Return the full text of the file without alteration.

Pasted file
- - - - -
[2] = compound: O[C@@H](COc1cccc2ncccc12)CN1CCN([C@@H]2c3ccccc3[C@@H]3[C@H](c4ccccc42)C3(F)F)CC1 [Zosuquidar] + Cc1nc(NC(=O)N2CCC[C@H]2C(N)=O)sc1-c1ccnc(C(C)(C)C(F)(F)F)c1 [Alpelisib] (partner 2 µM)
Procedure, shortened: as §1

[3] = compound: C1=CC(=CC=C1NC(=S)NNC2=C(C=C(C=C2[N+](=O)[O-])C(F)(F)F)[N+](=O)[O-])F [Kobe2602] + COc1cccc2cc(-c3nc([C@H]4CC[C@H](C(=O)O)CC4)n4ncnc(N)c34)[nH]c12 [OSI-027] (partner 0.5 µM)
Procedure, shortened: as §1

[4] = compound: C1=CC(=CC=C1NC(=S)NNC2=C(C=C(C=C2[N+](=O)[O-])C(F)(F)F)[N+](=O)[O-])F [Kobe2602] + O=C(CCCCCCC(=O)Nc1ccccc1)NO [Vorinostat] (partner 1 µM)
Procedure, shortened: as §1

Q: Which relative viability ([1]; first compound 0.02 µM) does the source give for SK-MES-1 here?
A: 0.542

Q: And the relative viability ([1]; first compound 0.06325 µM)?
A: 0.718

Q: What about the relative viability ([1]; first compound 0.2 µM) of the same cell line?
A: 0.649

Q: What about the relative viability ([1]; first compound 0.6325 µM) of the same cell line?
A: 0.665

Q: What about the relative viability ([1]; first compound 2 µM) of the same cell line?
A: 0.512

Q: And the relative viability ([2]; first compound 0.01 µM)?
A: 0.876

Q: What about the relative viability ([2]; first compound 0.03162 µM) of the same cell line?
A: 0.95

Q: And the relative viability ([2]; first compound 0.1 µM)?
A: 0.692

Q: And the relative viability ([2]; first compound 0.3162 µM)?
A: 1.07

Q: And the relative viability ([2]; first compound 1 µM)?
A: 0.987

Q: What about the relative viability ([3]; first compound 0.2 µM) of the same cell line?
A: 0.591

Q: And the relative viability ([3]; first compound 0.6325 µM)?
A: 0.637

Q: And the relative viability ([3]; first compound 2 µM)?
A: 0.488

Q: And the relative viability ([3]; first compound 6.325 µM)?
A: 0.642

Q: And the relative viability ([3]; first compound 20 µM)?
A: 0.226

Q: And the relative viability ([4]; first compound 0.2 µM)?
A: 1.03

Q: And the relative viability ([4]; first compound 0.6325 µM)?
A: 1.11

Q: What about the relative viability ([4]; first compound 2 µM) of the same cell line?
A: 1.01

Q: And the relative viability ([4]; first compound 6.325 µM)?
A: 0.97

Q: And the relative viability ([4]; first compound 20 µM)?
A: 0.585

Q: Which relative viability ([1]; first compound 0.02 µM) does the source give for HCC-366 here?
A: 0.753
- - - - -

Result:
[2] = compound: O[C@@H](COc1cccc2ncccc12)CN1CCN([C@@H]2c3ccccc3[C@@H]3[C@H](c4ccccc42)C3(F)F)CC1 [Zosuquidar] + Cc1nc(NC(=O)N2CCC[C@H]2C(N)=O)sc1-c1ccnc(C(C)(C)C(F)(F)F)c1 [Alpelisib] (partner 2 µM)
Procedure, shortened: as §1

[3] = compound: C1=CC(=CC=C1NC(=S)NNC2=C(C=C(C=C2[N+](=O)[O-])C(F)(F)F)[N+](=O)[O-])F [Kobe2602] + COc1cccc2cc(-c3nc([C@H]4CC[C@H](C(=O)O)CC4)n4ncnc(N)c34)[nH]c12 [OSI-027] (partner 0.5 µM)
Procedure, shortened: as §1

[4] = compound: C1=CC(=CC=C1NC(=S)NNC2=C(C=C(C=C2[N+](=O)[O-])C(F)(F)F)[N+](=O)[O-])F [Kobe2602] + O=C(CCCCCCC(=O)Nc1ccccc1)NO [Vorinostat] (partner 1 µM)
Procedure, shortened: as §1

Q: Which relative viability ([1]; first compound 0.02 µM) does the source give for SK-MES-1 here?
A: 0.542

Q: And the relative viability ([1]; first compound 0.06325 µM)?
A: 0.718

Q: What about the relative viability ([1]; first compound 0.2 µM) of the same cell line?
A: 0.649

Q: What about the relative viability ([1]; first compound 0.6325 µM) of the same cell line?
A: 0.665

Q: What about the relative viability ([1]; first compound 2 µM) of the same cell line?
A: 0.512

Q: And the relative viability ([2]; first compound 0.01 µM)?
A: 0.876

Q: What about the relative viability ([2]; first compound 0.03162 µM) of the same cell line?
A: 0.95

Q: And the relative viability ([2]; first compound 0.1 µM)?
A: 0.692

Q: And the relative viability ([2]; first compound 0.3162 µM)?
A: 1.07

Q: And the relative viability ([2]; first compound 1 µM)?
A: 0.987

Q: What about the relative viability ([3]; first compound 0.2 µM) of the same cell line?
A: 0.591

Q: And the relative viability ([3]; first compound 0.6325 µM)?
A: 0.637

Q: And the relative viability ([3]; first compound 2 µM)?
A: 0.488

Q: And the relative viability ([3]; first compound 6.325 µM)?
A: 0.642

Q: And the relative viability ([3]; first compound 20 µM)?
A: 0.226

Q: And the relative viability ([4]; first compound 0.2 µM)?
A: 1.03

Q: And the relative viability ([4]; first compound 0.6325 µM)?
A: 1.11

Q: What about the relative viability ([4]; first compound 2 µM) of the same cell line?
A: 1.01

Q: And the relative viability ([4]; first compound 6.325 µM)?
A: 0.97

Q: And the relative viability ([4]; first compound 20 µM)?
A: 0.585

Q: Which relative viability ([1]; first compound 0.02 µM) does the source give for HCC-366 here?
A: 0.753